The Attorney General asserts that the affidavit was not a “bare bones” affidavit, that is, one that is “entirely conclusory” and that fails to disclose any facts establishing the informant's reliability, the basis of the informant's knowledge, when the information was received, or a nexus between the alleged criminal activity and the place to be searched. (See United States v. Leon, supra, 468 U.S. at p. 915, 104 S.Ct. at p. 3416.) Rather, he argues that it provided some basis to argue probable cause.
In particular, he argues that even if X's information was 30 days old, it was not stale as a matter of law. He points out that there was some evidence of X's reliability (i.e., information leading to 8 arrests) and credibility (i.e., corroboration of her information about defendant's storage locker and her detailed inventory of the allegedly stolen property). Thus, he claims that although the affidavit ultimately failed to establish probable cause, a well trained officer could have reasonably, though mistakenly, believed it sufficient to support a search warrant.
Although the affidavit may not be “bare bones,” it was, as summarized above, quite scrawny, lacking a sufficient showing on the issues of X's veracity, credibility, reliability, corroboration, and timeliness of her information to establish probable cause. (Cf. People v. Terrones (1989) 212 Cal.App.3d 139, 260 Cal.Rptr. 355; People v. Hansborough (1988) 199 Cal.App.3d 579, 245 Cal.Rptr. 115.) Indeed, as our previous opinion suggests, the affidavit did not make the probable cause determination a particularly close question.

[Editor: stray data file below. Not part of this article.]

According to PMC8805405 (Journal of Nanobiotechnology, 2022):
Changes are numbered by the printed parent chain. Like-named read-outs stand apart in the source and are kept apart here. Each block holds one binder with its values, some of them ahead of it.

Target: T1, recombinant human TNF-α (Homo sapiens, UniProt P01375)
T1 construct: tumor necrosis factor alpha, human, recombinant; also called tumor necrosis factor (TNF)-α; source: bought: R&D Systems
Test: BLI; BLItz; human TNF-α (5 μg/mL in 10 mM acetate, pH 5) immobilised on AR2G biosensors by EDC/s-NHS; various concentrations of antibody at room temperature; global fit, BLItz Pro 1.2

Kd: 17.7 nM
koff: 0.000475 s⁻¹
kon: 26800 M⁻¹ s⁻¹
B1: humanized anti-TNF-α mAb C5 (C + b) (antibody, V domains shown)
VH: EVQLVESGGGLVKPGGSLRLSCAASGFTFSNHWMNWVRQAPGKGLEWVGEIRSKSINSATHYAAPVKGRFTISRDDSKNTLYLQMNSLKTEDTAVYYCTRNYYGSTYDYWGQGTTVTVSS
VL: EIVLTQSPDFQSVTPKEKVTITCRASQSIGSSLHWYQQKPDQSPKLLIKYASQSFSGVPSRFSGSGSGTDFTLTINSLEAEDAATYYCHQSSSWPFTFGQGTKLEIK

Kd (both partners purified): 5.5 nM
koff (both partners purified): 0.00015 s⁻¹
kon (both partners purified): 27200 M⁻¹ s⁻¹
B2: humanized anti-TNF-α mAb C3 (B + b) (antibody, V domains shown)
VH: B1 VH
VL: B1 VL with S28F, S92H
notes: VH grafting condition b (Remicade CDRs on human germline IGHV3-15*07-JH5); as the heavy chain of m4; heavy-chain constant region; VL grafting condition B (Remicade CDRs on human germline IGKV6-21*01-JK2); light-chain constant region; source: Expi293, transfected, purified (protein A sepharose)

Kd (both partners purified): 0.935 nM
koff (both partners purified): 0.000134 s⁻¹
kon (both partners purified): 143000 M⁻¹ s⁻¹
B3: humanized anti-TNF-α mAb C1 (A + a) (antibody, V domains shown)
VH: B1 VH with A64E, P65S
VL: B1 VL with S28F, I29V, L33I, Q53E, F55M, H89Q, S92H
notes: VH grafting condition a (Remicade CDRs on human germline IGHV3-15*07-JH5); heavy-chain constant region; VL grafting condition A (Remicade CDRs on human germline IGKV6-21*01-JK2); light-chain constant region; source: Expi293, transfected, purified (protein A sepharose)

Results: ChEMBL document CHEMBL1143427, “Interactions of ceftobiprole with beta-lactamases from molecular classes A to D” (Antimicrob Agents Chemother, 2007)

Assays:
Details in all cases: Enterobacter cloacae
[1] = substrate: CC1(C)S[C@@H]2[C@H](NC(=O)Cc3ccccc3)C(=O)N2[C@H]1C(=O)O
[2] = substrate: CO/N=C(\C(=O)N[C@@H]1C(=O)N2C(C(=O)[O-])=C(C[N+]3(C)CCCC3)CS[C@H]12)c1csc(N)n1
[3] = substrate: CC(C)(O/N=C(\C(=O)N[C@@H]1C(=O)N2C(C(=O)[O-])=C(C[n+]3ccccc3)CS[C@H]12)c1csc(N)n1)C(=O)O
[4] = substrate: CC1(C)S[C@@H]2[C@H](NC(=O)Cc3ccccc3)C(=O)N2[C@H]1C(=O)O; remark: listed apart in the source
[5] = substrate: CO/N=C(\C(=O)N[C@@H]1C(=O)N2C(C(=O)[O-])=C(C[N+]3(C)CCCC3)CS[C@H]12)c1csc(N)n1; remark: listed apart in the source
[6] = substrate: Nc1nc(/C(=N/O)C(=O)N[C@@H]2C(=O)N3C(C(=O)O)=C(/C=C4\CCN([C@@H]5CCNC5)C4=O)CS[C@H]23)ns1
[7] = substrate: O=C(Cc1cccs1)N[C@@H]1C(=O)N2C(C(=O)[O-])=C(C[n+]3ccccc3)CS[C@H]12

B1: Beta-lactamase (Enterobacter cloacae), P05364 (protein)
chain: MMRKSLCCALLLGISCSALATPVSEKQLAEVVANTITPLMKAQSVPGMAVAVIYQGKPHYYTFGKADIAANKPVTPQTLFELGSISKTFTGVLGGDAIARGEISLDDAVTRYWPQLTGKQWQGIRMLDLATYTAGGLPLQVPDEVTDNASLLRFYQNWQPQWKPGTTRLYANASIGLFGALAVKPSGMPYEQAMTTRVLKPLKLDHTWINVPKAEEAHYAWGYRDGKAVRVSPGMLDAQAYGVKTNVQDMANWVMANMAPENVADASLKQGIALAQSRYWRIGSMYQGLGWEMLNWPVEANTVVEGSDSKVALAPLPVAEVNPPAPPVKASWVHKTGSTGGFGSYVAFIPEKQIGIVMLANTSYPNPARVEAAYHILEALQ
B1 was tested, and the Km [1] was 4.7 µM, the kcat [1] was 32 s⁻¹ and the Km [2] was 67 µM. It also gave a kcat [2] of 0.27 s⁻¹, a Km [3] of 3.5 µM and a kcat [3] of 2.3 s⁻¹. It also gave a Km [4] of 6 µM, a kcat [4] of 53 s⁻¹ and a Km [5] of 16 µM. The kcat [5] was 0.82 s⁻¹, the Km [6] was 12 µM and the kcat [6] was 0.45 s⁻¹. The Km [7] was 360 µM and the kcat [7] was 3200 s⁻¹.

Nevertheless, we then observed that X's information suggested an “ongoing” program of residential burglary and storage of contraband. (People v. Alexander, supra, H006371, pp. 13–14.) This view of defendant's criminal conduct and his use of commercial storage locker plus Thorp's expertise in burglary investigations reasonably permits argument that despite the age of X's information and the highly incriminating, quickly disposable nature of the contraband, the property described in the affidavit could and would still be found in the locker.